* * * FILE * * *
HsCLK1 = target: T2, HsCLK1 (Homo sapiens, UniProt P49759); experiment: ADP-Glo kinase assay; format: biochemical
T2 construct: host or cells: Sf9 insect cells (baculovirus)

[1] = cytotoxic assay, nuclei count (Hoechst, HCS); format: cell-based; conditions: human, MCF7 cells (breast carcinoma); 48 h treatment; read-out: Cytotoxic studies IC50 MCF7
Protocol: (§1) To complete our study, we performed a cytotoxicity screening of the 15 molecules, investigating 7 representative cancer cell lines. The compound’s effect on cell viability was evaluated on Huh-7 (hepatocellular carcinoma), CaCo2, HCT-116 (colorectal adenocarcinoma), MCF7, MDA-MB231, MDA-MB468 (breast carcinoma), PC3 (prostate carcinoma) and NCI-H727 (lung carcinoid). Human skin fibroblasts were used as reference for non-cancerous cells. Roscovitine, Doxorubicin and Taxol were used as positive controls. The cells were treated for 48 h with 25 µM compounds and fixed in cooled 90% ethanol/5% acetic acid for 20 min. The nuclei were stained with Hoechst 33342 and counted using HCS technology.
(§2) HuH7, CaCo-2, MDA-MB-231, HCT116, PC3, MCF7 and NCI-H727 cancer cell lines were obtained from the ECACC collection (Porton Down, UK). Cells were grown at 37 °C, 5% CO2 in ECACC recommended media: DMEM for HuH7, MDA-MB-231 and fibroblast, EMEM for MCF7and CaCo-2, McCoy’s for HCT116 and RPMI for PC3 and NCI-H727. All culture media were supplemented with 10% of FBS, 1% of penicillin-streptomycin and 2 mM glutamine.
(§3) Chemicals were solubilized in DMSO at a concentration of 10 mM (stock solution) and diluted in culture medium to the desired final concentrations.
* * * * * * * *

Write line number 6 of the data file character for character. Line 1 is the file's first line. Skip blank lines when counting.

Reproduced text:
(§3) Chemicals were solubilized in DMSO at a concentration of 10 mM (stock solution) and diluted in culture medium to the desired final concentrations.